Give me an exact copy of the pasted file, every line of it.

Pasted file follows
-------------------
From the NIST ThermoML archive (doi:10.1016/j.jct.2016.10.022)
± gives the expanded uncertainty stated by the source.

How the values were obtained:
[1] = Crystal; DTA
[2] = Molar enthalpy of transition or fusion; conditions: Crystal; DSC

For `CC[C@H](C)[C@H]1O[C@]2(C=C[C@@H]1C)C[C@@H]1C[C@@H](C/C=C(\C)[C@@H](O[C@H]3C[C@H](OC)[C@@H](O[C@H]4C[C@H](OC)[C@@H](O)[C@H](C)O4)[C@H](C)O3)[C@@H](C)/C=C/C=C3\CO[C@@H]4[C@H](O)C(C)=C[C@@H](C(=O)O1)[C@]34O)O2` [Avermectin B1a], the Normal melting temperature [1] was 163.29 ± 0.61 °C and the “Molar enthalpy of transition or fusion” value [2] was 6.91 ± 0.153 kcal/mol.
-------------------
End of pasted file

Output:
From the NIST ThermoML archive (doi:10.1016/j.jct.2016.10.022)
± gives the expanded uncertainty stated by the source.

How the values were obtained:
[1] = Crystal; DTA
[2] = Molar enthalpy of transition or fusion; conditions: Crystal; DSC

For `CC[C@H](C)[C@H]1O[C@]2(C=C[C@@H]1C)C[C@@H]1C[C@@H](C/C=C(\C)[C@@H](O[C@H]3C[C@H](OC)[C@@H](O[C@H]4C[C@H](OC)[C@@H](O)[C@H](C)O4)[C@H](C)O3)[C@@H](C)/C=C/C=C3\CO[C@@H]4[C@H](O)C(C)=C[C@@H](C(=O)O1)[C@]34O)O2` [Avermectin B1a], the Normal melting temperature [1] was 163.29 ± 0.61 °C and the “Molar enthalpy of transition or fusion” value [2] was 6.91 ± 0.153 kcal/mol.